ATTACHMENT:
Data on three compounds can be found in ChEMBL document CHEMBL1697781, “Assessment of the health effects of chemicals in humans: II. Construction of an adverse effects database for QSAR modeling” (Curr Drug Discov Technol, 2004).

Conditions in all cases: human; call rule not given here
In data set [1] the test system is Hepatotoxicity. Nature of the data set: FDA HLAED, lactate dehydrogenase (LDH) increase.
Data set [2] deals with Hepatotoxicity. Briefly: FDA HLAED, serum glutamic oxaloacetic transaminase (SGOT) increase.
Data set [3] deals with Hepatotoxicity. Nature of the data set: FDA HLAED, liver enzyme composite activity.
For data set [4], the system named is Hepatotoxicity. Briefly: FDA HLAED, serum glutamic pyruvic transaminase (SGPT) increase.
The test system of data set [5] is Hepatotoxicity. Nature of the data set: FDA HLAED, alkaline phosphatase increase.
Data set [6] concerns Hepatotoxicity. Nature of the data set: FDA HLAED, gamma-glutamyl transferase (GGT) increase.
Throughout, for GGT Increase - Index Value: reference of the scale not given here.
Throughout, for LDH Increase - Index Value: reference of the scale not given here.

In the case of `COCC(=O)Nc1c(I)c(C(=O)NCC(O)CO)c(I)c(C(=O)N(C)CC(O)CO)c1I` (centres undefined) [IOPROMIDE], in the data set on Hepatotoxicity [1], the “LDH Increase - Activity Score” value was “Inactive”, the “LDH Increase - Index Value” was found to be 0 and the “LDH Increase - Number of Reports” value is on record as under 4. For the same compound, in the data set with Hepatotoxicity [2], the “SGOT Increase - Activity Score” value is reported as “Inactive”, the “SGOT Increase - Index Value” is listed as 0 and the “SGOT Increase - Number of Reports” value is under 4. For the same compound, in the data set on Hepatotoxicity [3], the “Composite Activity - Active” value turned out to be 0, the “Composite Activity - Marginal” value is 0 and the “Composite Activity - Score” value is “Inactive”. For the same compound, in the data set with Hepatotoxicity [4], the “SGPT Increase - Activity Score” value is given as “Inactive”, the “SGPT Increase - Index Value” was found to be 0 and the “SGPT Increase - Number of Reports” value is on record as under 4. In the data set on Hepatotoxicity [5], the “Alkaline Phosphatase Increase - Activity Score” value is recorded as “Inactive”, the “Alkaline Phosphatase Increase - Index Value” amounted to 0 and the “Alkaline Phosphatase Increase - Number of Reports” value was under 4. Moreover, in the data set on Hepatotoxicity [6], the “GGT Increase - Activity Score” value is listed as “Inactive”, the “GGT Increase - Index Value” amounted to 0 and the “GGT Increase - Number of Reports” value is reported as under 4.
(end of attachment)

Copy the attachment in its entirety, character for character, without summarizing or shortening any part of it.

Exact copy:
Data on three compounds can be found in ChEMBL document CHEMBL1697781, “Assessment of the health effects of chemicals in humans: II. Construction of an adverse effects database for QSAR modeling” (Curr Drug Discov Technol, 2004).

Conditions in all cases: human; call rule not given here
In data set [1] the test system is Hepatotoxicity. Nature of the data set: FDA HLAED, lactate dehydrogenase (LDH) increase.
Data set [2] deals with Hepatotoxicity. Briefly: FDA HLAED, serum glutamic oxaloacetic transaminase (SGOT) increase.
Data set [3] deals with Hepatotoxicity. Nature of the data set: FDA HLAED, liver enzyme composite activity.
For data set [4], the system named is Hepatotoxicity. Briefly: FDA HLAED, serum glutamic pyruvic transaminase (SGPT) increase.
The test system of data set [5] is Hepatotoxicity. Nature of the data set: FDA HLAED, alkaline phosphatase increase.
Data set [6] concerns Hepatotoxicity. Nature of the data set: FDA HLAED, gamma-glutamyl transferase (GGT) increase.
Throughout, for GGT Increase - Index Value: reference of the scale not given here.
Throughout, for LDH Increase - Index Value: reference of the scale not given here.

In the case of `COCC(=O)Nc1c(I)c(C(=O)NCC(O)CO)c(I)c(C(=O)N(C)CC(O)CO)c1I` (centres undefined) [IOPROMIDE], in the data set on Hepatotoxicity [1], the “LDH Increase - Activity Score” value was “Inactive”, the “LDH Increase - Index Value” was found to be 0 and the “LDH Increase - Number of Reports” value is on record as under 4. For the same compound, in the data set with Hepatotoxicity [2], the “SGOT Increase - Activity Score” value is reported as “Inactive”, the “SGOT Increase - Index Value” is listed as 0 and the “SGOT Increase - Number of Reports” value is under 4. For the same compound, in the data set on Hepatotoxicity [3], the “Composite Activity - Active” value turned out to be 0, the “Composite Activity - Marginal” value is 0 and the “Composite Activity - Score” value is “Inactive”. For the same compound, in the data set with Hepatotoxicity [4], the “SGPT Increase - Activity Score” value is given as “Inactive”, the “SGPT Increase - Index Value” was found to be 0 and the “SGPT Increase - Number of Reports” value is on record as under 4. In the data set on Hepatotoxicity [5], the “Alkaline Phosphatase Increase - Activity Score” value is recorded as “Inactive”, the “Alkaline Phosphatase Increase - Index Value” amounted to 0 and the “Alkaline Phosphatase Increase - Number of Reports” value was under 4. Moreover, in the data set on Hepatotoxicity [6], the “GGT Increase - Activity Score” value is listed as “Inactive”, the “GGT Increase - Index Value” amounted to 0 and the “GGT Increase - Number of Reports” value is reported as under 4.